Harry LorayneI used to feel embarrassed and socially inept when I forgot people’s names until I learned that 90 percent of healthy adults forget names. Yay, I’m normal. But as a magician and frequent public speaker I can meet up to two hundred people in a week and want to greet them by name when we meet again. In my quest to get better at this, here’s what I’ve learned.

Memory expert Harry Lorayne (also a master magician) is the world's foremost memory-training specialist and the author of The Memory Book, which topped the New York Times bestseller list for more than 50 weeks.

Lorayne’s memory training method “has worked for literally millions of people all over the world for decades!” says Harry. Prominent people like New York City Mayor Mike Bloomberg, Secretary of State Colin Powell, Sir Anthony Hopkins, Alan Alda, Mel Brooks and many others his system to acquire a better than photographic memory.

Here are six ways to win the name game. 

Get it right the first time

I was guilty of this in the past. My problem was not paying proper attention and didn’t fully hear their name when I initially met them (storage). This made it difficult later to recall their name when I next saw them (retrieval).

Storage:

1.  People love the sound of their own names, so don’t be embarrassed to ask them to repeat it or even spell it. You’ll actually flatter them if you do.
      a.  Look into their eyes when learning their name.

      b.  Silently repeat it three times to yourself.
      c.  Use their name at the beginning and end of the conversation.

2.  Link their name to an occupation, hobby or distinguishing facial feature. Adding an alliteration to assist, so if you’re introduced to a Mrs. Trish Chambers with prominent cheekbones, think “Cheekbones Chambers” or if she’s a cute chef then remember “Trish the Dish."

3.  Most people are visual learners, which explains why we rarely forget faces but often forget names. When you associate names to ridiculous pictures, your mind’s eye permanently stores this information for immediate recall. For example, if you want to remember the name Barry Stein, visualize a tiny dog burying (Barry) a huge beer stein (Stein) in the ground.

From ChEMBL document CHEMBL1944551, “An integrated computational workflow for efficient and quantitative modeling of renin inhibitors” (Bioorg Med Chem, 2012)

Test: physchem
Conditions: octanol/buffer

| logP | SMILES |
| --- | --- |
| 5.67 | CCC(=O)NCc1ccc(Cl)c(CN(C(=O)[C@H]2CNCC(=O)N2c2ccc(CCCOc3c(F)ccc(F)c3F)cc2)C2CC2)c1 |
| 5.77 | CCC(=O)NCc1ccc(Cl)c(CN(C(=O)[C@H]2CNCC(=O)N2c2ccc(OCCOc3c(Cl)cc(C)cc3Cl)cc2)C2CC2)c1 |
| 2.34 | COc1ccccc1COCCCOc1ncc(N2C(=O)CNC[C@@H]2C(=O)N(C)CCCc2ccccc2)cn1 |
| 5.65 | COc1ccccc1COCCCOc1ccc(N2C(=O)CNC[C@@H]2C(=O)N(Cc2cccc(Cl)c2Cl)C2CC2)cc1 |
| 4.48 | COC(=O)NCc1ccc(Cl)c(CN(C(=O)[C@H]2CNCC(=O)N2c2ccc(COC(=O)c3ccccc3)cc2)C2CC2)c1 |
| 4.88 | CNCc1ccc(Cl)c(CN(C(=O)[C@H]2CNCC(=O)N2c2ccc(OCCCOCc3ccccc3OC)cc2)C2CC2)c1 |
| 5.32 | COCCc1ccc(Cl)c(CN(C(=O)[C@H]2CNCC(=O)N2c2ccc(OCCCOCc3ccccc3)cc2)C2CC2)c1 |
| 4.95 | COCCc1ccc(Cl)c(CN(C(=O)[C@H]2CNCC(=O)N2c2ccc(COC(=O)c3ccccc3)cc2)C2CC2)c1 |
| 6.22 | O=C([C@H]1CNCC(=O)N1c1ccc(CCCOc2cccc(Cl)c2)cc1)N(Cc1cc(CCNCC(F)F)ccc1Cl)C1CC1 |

Get Up to Speed

As you get up to speed with proper storage techniques you might occasionally forget a name. So how do you ask a person’s forgotten name without offending them? Here are three ways of asking.

Retrieval:

4.  Tactful: “Can you remind me of your name?”

5.  Funny: “I’ve drawn a blank – early senior moment – your name is…?”

6.  Clever: “You look like my cousin Amy, but you’re not her. Your name is…?”

You’ll see immediate results employing any one of the three storage techniques and the three retrievals are polite and appropriate in any setting. Train your brain and form better habits for remembering names and you’ll win the name game.

*Bonus* Party Time Tips

Whenever possible take the lead and offer your name first and the guest will reciprocate. Here are a few opening lines:


-  “Hi, I’m Michael, Barbara’s husband.”

-  “Why don’t you introduce yourself to Pam?”

-  “Have you met my brother, Steve?”


Your turn
: What memory tips and tricks do you use?

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